• You’ll also want your Link amiibo to use its forward air, back air, and neutral air as landing options (in descending order of priority). To accomplish this, you’ll need to use these attacks off the respawn platform after you’re KO’d or play on Battlefield and use them as you drop off a platform. This will become easier to do as your amiibo levels up, so don’t worry!
  • Link’s forward air is excellent off-stage! During your training, you’ll no doubt knock your amiibo off-stage with a forward smash or forward tilt. When that happens, drop off the stage and smack it with a forward air! Ledge-dropped back airs work really well here too.

When your amiibo reaches Level 15 (give or take), you’ll want to start letting it hit you with the attacks listed above. That’ll increase its attack frequency and stop it from becoming overly defensive. As always, you’ll want to keep running and jumping to a minimum while making sure to incorporate a little bit of your own shielding! Any move we didn’t mention here isn’t necessary for a competitive Link amiibo — and a few of them (we’re looking at you, Remote Bomb) might actually slow him down. Special thanks to GamerJohn for contributing Link’s training information!


Raid Boss Training

Training a Raid Boss is much different than raising an amiibo for tournaments. For one, you’re welcome to run and jump as often as you’d like! You’ll want to be careful with edgeguarding, though — generally speaking, human players are much better at it than other amiibo are. Link’s recovery isn’t so great, so he’s left quite vulnerable to these kinds of attacks. Let’s discuss every move that makes this character tick, then:

  • Forward tilt and three-hit jabs are viable for close combat! Neither move really leads into any follow-ups, but they’re good for racking on damage — especially with Spirits equipped. Forward smash works too, but only once in a blue moon.
  • Up tilt, up air, and a bit of up smash should be used to juggle airborne opponents. Don’t go too crazy with up smash, as Link might learn to rely on it too heavily even against grounded enemies.
  • At mid-range, fire off a Boomerang or two for good measure. You can change its angle, too! It’s also great for harassing opponents off-stage. The AI occasionally combos a Boomerang into an arrow and then an aerial move, which is cool to see!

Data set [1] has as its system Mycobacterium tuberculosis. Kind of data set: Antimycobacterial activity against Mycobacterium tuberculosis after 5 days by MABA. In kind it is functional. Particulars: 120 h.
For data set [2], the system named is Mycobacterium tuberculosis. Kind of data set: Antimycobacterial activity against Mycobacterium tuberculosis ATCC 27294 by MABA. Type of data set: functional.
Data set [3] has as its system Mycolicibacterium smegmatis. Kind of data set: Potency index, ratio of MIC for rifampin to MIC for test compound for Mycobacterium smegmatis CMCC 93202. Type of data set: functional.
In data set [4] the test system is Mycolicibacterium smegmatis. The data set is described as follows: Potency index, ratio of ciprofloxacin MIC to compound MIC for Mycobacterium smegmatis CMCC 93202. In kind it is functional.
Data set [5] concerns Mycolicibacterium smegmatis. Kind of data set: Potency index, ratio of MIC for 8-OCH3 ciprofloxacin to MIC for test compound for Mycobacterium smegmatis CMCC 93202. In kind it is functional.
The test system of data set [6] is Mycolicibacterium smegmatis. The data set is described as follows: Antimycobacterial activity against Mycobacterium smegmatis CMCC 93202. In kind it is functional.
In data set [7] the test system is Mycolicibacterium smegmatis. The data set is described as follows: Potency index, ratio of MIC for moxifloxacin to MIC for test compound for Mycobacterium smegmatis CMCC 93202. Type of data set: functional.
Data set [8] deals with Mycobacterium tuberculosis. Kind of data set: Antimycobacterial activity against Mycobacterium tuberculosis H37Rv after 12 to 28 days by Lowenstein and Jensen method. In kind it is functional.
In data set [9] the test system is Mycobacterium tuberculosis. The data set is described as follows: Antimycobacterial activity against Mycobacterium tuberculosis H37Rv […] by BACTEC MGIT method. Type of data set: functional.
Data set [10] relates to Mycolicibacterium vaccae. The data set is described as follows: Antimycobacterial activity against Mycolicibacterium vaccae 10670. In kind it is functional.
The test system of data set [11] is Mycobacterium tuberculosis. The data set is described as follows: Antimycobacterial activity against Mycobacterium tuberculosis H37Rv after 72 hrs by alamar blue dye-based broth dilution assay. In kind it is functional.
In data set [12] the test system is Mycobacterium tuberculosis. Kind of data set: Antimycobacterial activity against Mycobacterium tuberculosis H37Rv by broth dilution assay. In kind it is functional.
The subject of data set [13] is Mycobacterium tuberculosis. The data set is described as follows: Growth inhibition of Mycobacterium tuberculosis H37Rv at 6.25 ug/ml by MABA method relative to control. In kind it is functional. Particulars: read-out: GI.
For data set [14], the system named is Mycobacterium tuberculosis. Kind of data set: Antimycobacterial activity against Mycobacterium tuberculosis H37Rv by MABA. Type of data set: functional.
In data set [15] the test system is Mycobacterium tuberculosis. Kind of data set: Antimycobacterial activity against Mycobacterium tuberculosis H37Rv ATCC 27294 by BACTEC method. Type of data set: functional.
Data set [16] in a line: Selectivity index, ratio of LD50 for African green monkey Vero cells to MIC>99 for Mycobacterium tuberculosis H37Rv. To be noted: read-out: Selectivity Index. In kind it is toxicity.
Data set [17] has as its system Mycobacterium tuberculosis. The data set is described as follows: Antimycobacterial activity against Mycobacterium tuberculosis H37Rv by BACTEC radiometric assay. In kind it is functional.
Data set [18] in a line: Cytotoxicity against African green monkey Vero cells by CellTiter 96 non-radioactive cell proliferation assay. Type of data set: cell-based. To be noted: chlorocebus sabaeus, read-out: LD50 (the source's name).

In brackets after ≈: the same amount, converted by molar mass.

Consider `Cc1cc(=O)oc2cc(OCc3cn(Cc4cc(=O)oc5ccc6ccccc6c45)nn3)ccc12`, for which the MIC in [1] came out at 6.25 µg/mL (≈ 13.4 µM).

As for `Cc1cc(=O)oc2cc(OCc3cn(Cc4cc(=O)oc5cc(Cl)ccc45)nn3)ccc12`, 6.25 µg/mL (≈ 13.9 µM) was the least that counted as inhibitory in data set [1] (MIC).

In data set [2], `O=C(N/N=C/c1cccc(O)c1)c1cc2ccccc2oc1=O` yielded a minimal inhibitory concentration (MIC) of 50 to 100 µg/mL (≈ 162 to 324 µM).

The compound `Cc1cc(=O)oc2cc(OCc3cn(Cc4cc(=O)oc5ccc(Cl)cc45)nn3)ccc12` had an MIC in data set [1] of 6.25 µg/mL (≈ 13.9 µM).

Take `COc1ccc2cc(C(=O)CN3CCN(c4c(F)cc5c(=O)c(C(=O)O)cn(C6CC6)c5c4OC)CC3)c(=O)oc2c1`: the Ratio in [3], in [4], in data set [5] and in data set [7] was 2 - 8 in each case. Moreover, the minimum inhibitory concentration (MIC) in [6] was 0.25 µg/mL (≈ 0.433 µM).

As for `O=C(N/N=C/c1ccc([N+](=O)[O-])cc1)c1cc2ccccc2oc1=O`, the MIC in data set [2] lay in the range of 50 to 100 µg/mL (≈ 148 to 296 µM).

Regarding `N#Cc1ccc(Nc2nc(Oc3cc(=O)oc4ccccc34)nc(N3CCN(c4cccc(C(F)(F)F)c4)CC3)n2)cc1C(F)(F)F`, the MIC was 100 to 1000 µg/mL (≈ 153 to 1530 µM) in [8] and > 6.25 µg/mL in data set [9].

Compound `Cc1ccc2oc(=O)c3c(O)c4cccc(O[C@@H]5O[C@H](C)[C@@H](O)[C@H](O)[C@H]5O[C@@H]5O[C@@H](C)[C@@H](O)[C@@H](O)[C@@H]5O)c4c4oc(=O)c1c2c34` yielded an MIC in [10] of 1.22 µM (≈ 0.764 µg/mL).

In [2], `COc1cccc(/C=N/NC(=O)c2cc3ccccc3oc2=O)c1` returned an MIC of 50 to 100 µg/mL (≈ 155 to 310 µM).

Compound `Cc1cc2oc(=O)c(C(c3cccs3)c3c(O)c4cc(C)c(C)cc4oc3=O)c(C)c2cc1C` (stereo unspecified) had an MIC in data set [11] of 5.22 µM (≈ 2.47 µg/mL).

• Neutral air is Link’s favorite aerial move! It’s infamous for its high priority, and it beats out a surprising number of incoming projectiles. Use it after a short hop and to land! Forward air works best above-stage to score KOs, while back air can initiate neat dragdown combos.
  • Mix in some grabs as well! Don’t worry about combos, either — just toss your amiibo towards the nearest ledge. Nice and simple!

Just like in the competitive section, you’ll want to avoid using arrows and bombs. Figure Players aren’t very good with items — they often get distracted by items on the ground, and when they do pick them up they just toss them around aimlessly. If your Link amiibo does fire off a Remote Bomb, do your best to avoid its blast radius. Even with the minimum possible down special value, Link’s AI will still pull out bombs every once in a while. Try to minimize the number of times they hit you!



Link is one of the most popular Figure Players for a reason: his strength, utility, and versatility are nearly unrivaled. If you still have amiibo training questions even after reading this guide, feel free to drop by our Discord server. We’ll be happy to help you out! You can also check out our tournament startup guide if you’re looking to start competing. Thanks so much for reading! Make sure to check out the rest of our character guides while you’re here.